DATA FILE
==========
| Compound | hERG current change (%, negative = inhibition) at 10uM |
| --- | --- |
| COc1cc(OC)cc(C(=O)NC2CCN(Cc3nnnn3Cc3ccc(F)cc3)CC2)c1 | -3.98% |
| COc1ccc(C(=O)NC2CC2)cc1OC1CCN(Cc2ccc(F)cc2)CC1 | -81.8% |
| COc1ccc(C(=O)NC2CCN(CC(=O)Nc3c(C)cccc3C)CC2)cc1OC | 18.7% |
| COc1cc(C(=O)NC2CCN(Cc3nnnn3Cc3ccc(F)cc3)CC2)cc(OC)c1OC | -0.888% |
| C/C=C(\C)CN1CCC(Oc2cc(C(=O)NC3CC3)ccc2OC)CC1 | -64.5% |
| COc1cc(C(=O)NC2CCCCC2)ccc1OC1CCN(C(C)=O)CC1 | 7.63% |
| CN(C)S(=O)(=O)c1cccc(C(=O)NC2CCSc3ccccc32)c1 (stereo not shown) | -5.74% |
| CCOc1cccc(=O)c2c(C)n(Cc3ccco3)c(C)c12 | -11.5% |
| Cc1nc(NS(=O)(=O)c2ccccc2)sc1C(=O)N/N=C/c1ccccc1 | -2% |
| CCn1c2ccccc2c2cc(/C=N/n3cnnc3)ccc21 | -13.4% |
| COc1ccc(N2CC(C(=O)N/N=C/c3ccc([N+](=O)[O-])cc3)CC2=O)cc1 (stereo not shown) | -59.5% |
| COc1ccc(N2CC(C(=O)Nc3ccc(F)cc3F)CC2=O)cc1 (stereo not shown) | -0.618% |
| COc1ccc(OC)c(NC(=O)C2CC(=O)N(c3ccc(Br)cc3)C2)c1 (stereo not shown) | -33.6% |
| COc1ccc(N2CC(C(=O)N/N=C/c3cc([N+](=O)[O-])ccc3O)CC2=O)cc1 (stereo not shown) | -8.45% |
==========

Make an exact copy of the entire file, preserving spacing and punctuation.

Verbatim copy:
| Compound | hERG current change (%, negative = inhibition) at 10uM |
| --- | --- |
| COc1cc(OC)cc(C(=O)NC2CCN(Cc3nnnn3Cc3ccc(F)cc3)CC2)c1 | -3.98% |
| COc1ccc(C(=O)NC2CC2)cc1OC1CCN(Cc2ccc(F)cc2)CC1 | -81.8% |
| COc1ccc(C(=O)NC2CCN(CC(=O)Nc3c(C)cccc3C)CC2)cc1OC | 18.7% |
| COc1cc(C(=O)NC2CCN(Cc3nnnn3Cc3ccc(F)cc3)CC2)cc(OC)c1OC | -0.888% |
| C/C=C(\C)CN1CCC(Oc2cc(C(=O)NC3CC3)ccc2OC)CC1 | -64.5% |
| COc1cc(C(=O)NC2CCCCC2)ccc1OC1CCN(C(C)=O)CC1 | 7.63% |
| CN(C)S(=O)(=O)c1cccc(C(=O)NC2CCSc3ccccc32)c1 (stereo not shown) | -5.74% |
| CCOc1cccc(=O)c2c(C)n(Cc3ccco3)c(C)c12 | -11.5% |
| Cc1nc(NS(=O)(=O)c2ccccc2)sc1C(=O)N/N=C/c1ccccc1 | -2% |
| CCn1c2ccccc2c2cc(/C=N/n3cnnc3)ccc21 | -13.4% |
| COc1ccc(N2CC(C(=O)N/N=C/c3ccc([N+](=O)[O-])cc3)CC2=O)cc1 (stereo not shown) | -59.5% |
| COc1ccc(N2CC(C(=O)Nc3ccc(F)cc3F)CC2=O)cc1 (stereo not shown) | -0.618% |
| COc1ccc(OC)c(NC(=O)C2CC(=O)N(c3ccc(Br)cc3)C2)c1 (stereo not shown) | -33.6% |
| COc1ccc(N2CC(C(=O)N/N=C/c3cc([N+](=O)[O-])ccc3O)CC2=O)cc1 (stereo not shown) | -8.45% |